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Toxicol Lett. 2011 Nov 30;207(2):104-11. doi: 10.1016/j.toxlet.2011.08.023. Epub 2011 Sep 3.

New insights into the Ca2+-ATPases that contribute to cadmium tolerance in yeast.

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Departamento de Ciências Biológicas, Universidade Integrada do Alto Uruguai e das Missões (URI), Erechim, RS, Brazil.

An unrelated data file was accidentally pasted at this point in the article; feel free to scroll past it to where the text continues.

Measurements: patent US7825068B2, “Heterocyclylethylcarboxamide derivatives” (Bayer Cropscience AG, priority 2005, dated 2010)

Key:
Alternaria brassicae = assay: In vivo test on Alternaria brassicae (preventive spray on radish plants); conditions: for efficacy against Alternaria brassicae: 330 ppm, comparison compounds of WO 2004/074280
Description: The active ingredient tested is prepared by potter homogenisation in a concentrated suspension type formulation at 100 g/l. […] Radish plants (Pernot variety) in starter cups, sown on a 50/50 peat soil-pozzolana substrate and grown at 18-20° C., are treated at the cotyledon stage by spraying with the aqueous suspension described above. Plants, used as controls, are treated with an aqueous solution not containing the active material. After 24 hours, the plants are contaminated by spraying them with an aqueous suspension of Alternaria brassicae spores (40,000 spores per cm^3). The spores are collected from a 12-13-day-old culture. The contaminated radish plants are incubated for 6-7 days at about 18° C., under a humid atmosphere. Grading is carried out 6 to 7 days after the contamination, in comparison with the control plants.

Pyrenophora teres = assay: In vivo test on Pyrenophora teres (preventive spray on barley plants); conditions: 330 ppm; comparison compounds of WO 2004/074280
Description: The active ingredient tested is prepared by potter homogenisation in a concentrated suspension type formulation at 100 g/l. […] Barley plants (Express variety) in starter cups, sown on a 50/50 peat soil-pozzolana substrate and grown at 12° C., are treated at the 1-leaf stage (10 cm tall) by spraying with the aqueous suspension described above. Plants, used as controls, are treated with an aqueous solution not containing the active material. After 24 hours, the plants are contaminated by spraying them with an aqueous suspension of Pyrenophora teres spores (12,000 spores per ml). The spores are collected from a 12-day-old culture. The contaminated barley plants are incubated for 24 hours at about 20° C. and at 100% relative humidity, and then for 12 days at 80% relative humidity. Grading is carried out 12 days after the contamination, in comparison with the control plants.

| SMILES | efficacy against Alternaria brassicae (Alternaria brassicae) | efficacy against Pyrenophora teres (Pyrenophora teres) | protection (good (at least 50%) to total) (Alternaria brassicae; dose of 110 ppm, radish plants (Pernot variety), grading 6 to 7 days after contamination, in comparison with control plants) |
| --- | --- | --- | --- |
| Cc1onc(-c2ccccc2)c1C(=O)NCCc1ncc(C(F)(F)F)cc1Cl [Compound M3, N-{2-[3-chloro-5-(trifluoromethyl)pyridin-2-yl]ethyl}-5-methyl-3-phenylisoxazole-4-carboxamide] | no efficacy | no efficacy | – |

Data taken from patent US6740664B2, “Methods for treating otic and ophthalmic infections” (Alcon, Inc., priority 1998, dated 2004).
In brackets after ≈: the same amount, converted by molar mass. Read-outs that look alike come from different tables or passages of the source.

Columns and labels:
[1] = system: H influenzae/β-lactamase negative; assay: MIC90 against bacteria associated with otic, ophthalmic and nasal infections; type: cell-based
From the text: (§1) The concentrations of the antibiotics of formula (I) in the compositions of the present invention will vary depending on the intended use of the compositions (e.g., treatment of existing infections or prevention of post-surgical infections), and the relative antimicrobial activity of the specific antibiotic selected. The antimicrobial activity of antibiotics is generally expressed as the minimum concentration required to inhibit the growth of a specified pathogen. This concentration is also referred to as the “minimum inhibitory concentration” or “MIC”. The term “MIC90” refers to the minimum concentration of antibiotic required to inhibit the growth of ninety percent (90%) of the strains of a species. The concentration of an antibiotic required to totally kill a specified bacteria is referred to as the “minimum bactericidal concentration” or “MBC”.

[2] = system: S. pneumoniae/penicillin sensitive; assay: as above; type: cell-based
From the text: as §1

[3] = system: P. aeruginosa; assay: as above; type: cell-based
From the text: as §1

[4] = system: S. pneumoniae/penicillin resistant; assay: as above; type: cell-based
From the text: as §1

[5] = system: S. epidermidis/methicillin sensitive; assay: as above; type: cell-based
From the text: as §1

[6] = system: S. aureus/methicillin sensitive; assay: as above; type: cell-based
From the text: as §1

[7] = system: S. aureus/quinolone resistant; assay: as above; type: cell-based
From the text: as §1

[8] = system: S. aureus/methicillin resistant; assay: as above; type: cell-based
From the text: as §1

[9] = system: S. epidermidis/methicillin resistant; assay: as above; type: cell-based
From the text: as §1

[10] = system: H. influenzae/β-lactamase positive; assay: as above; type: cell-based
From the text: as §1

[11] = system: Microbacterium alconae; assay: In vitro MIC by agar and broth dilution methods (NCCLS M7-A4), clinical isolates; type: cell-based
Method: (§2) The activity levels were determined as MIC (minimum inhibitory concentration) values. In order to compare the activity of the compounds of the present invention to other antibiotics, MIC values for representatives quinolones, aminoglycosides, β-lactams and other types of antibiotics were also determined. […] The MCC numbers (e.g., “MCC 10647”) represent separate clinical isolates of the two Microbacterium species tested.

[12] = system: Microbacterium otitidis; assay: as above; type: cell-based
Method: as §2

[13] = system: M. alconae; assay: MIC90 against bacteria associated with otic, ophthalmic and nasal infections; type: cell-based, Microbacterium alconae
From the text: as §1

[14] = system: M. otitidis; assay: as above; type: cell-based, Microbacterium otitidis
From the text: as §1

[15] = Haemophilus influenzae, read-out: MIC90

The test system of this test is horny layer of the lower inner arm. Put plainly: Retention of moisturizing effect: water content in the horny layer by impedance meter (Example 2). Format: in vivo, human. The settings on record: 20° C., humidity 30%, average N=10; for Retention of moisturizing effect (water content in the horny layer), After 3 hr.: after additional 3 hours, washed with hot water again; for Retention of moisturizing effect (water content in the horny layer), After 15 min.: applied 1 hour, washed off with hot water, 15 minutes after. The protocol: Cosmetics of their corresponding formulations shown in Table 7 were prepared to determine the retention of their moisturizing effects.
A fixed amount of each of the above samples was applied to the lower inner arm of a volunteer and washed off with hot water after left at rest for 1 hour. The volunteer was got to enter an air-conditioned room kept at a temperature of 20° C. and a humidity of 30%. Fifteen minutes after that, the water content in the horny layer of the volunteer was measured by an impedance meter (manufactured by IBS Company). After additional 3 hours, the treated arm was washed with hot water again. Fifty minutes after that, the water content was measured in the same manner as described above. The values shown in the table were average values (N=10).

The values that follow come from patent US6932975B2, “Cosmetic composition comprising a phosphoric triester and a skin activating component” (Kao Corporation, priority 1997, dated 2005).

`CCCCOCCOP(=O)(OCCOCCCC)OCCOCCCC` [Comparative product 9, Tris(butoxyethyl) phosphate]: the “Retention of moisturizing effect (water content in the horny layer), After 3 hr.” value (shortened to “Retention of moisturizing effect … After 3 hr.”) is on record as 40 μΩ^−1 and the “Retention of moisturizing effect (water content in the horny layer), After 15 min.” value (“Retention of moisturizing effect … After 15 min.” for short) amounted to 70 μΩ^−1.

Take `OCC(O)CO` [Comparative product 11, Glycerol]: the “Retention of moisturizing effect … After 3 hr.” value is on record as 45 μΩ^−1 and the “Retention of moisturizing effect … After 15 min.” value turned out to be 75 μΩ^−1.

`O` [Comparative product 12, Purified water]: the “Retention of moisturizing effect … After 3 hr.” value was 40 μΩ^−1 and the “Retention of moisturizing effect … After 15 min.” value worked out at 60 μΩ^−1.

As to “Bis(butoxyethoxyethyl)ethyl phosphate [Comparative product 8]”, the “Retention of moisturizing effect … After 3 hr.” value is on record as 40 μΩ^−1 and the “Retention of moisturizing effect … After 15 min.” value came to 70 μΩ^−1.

Cadmium (Cd(2+)) is a toxic heavy metal which triggers several toxic effects in eukaryotes, including neurotoxicity and impaired calcium metabolism. In the model organism Saccharomyces cerevisiae, the best characterized pathway for Cd(2+) detoxification involves conjugation with glutathione (GSH) and subsequent transport to vacuoles by Ycf1p, an ATPase homologous to human MRP1 (Multidrug resistance associated protein 1). However, Cd(2+) tolerance also can be mediated by Pmr1p, a Ca(2+) pump located in the Golgi membrane, possibly through to the secretory pathway. Herein, we showed that inactivation of the PMR1 gene, alone or simultaneously with YCF1, delayed initial Cd(2+) capture compared to wild-type (WT) cells. In addition, Cd(2+) treatment altered the expression profile of yeast internal Ca(2+) transporters; specifically, PMC1 gene expression is induced substantially by the metal in WT cells, and this induction is stronger in mutants lacking YCF1. Taken together, these results indicate that, in addition to Pmr1p, the vacuolar Ca(2+)-ATPase Pmc1p also helps yeast cells cope with Cd(2+) toxicity. We propose a model where Pmc1p and Pmr1p Ca(2+)-ATPase function in cooperation with Ycf1p to promote Cd(2+) detoxification.

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